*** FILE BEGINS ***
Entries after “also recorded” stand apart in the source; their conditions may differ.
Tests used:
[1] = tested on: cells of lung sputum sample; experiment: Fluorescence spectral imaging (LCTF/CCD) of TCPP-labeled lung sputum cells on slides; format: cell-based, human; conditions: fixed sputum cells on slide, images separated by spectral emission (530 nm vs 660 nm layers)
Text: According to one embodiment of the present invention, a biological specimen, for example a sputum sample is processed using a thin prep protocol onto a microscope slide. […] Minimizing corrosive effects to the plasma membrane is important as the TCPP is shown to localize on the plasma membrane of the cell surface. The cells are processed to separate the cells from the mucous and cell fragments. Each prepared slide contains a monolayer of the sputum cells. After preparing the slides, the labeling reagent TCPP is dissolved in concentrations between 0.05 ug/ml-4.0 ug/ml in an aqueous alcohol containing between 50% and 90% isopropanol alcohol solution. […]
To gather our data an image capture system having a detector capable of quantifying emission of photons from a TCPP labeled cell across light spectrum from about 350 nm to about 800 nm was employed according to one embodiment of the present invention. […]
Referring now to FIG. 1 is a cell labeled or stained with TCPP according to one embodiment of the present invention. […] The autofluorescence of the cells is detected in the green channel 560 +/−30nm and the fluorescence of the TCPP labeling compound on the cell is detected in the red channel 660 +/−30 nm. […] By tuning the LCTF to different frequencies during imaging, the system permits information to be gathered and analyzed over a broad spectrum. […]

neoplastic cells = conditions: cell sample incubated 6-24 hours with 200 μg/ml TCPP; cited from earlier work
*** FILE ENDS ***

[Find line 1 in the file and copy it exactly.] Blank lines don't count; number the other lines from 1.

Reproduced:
Entries after “also recorded” stand apart in the source; their conditions may differ.